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Collaboration Key to Survival of Forestry Businesses and the Planet

The world’s forests have today been given what we can only hope is a realistic reprieve. The New York Declaration on Forests marks a watershed in the global effort to contain, then halt deforestation around the world.

United Nations Secretary General Ban-Ki Moon has done the planet and some of its most critical ecosystems a great service in convening this groundbreaking meeting of governments, global businesses and NGOs, all of whom are committing to a range of targets designed to secure the future of the world’s forests. Deforestation is one of the most significant contributors to greenhouse gas emissions, and therefore climate change.

I hope we will look back on this declaration in future years as a milestone in forest protection.

In some ways we are perhaps a model for how forestry issues can be tackled at scale. We recognised that although there is certainly a short-term cost to transitioning to a sustainable business model, the long-term cost of failing to act is far greater. Businesses need to realise that commitments such as the ones outlined in the New York Declaration will have a positive effect on profitability over the next 15 years. They are not mere trinkets to be added to an annual sustainability report — they are a survival guide that shows forest-dependent businesses how they can continue to exist and generate profit.

In signing this declaration, the goal is not simply to sit in the reflected glory of well-spoken words, but to be a part of the delivery of this ambition. Action on this scale will, however, require collaboration on an unprecedented level.

We know how effective partnership can be in tackling what some might see as intractable problems. In early 2013, APP committed, to a highly ambitious Forest Conservation Policy, the foundation of which was a complete and permanent end to all natural forest clearance in our supply chain in Indonesia and China. This puts us 17 years ahead of the 2030 target stated in the declaration. We could not have gotten there — and more importantly, held firm on our commitment — without widespread collaboration. This has been with government, with businesses up and down our supply chain, with our employees and, surprising to some, with many of those who were our fiercest critics.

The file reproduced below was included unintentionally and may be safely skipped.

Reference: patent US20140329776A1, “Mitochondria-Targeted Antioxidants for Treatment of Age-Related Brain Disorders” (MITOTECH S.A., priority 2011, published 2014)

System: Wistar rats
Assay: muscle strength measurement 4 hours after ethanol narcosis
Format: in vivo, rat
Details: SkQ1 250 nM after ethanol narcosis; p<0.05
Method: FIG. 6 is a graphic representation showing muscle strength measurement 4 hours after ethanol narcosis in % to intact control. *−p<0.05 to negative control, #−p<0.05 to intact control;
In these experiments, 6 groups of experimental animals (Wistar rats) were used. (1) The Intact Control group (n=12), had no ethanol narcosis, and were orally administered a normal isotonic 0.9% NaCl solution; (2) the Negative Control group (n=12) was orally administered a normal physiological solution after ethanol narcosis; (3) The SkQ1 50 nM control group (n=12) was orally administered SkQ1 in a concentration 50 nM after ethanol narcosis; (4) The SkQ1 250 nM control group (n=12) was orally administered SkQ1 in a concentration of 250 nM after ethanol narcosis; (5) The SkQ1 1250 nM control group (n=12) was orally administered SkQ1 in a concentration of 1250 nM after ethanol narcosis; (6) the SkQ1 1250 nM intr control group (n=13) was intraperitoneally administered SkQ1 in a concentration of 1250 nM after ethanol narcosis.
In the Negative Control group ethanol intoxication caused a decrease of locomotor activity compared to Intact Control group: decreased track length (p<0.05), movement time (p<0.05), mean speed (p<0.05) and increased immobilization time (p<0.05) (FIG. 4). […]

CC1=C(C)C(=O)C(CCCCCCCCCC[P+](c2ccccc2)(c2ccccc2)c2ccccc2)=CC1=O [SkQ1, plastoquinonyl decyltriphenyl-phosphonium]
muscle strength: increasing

The New York Declaration also commits to the restoration of 350 million hectares of natural forest by 2030. That is an area some 30 times the size of New York State. This is an extraordinary and unprecedented global commitment. Addressing forest protection and restoration is everyone’s responsibility. We, the world community, should not only use the resources provided for us, we also have a responsibility to protect, nurture and restore the parts that we have taken.

Forest restoration on this scale is without doubt ambitious, but if we focus on the sort of partnership represented at this meeting, then it is eminently achievable.

APP recently committed to support the protection and restoration of one million hectares of forest and forested peatland across 10 landscapes in Indonesia. Even at that scale, just one company cannot succeed on its own, so if 349 million more hectares are to be restored in the next 15 years, there will have to be global cooperation on a very broad scale indeed.

Our business is largely dependent on sustainable, productive forestry and we hope that others will join forces with us and each other. The targets set out in the declaration are a good start, but the goal must be to act now in order to achieve the stated goals well ahead of time. If we can do it, others can too.

This post first appeared on APP’s blog on September 23, 2014.


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